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The new frontier of charitable giving

The start-up Goowi lets businesses give money to their customers, who then donate it to their charity of choice


 
Exterior and on-site views of the college which is in a former nunnery in downtown Montreal.  The main entrance of he nunnery which is now used as the Sherbrooke st. entrance of the college. (Photograph by Roger Lemoyne)

Exterior and on-site views of the college which is in a former nunnery in downtown Montreal. The main entrance of he nunnery which is now used as the Sherbrooke st. entrance of the college. (Photograph by Roger Lemoyne)

Augusto Sotelo has lived all over the world, and has a master’s degree in international economics. But it is at Concordia’s District 3, an “incubator of invention,” that he and a number of interns—from marketing, graphic design and computer science from Dawson College—are developing the idea of his life: “Goowi,” a playful form of the term “goodwill.”

The name emerged from a chat Sotelo had with his children, Larra and Txeru. “Where would you donate money?” he asked. Pragmatically, they declared: “But no one is giving us money!” And so, the Goowi slogan was born: “You’ve got to get to give.” The concept is ingenious: a hair salon, say, wishes to donate $100 to stop mink farming. Customers may extract a dollar from the salon, via the Goowi app, and offer it to the anti-mink group charity.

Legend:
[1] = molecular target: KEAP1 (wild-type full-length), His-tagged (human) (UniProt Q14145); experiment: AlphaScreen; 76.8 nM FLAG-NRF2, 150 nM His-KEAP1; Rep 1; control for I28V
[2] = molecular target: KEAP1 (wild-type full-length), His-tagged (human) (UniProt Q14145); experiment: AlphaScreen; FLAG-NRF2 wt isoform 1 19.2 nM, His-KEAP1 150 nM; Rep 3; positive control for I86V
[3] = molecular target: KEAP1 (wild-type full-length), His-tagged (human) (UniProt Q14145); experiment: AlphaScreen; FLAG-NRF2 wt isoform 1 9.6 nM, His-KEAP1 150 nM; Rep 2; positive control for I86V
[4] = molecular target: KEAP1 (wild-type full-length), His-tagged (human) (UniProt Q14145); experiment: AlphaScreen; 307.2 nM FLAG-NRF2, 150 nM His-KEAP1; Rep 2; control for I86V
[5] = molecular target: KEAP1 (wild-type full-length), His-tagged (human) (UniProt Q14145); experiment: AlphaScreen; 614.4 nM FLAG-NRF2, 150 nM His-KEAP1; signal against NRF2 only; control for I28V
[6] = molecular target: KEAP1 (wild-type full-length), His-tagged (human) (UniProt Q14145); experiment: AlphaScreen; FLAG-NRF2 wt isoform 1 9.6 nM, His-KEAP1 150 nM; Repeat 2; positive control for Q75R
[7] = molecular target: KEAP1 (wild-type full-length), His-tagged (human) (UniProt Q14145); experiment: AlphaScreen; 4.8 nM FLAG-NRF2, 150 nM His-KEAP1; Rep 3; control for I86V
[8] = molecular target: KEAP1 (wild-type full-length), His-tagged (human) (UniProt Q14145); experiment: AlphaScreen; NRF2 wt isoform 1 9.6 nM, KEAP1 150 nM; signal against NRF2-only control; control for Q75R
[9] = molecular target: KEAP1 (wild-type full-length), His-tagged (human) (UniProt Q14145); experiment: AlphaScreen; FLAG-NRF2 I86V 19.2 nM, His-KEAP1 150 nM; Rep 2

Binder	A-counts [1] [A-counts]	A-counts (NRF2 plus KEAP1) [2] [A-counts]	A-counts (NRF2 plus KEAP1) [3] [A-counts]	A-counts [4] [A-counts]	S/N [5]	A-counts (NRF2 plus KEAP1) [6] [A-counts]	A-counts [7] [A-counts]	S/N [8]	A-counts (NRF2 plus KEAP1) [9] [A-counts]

It’s all about helping businesses, small or large, become socially responsible, by letting them give money to their customers who in turn donate it to their preferred social causes with a click on their phone. When someone decides to support a charity, images of this kind soul, the company and the cause are shared through social media.

Kevin Hipsagh, 22, Goowi’s lead developer, and his colleague, web developer Miqdad Amirali, 21—both former Dawson students—are driven by two things: being part of a small start-up that is clearly about to blow up and revolutionize philanthropy, and by the salutary nature of the work. Sotelo has found that there is, invariably, a personal story at the heart of a Goowi donation. Hipsagh and Amirali, who chose Alzheimer’s and breast cancer research respectively, agree.

“It’s not just the technical aspect,” Amirili says, of his enthusiasm for Goowi, which should be out of beta testing and operating by year’s end. Or that “I get to save money while spending it on a good cause,” he says. “I’m passionate about [Goowi],” a feeling shared by everyone in the incubator.


 

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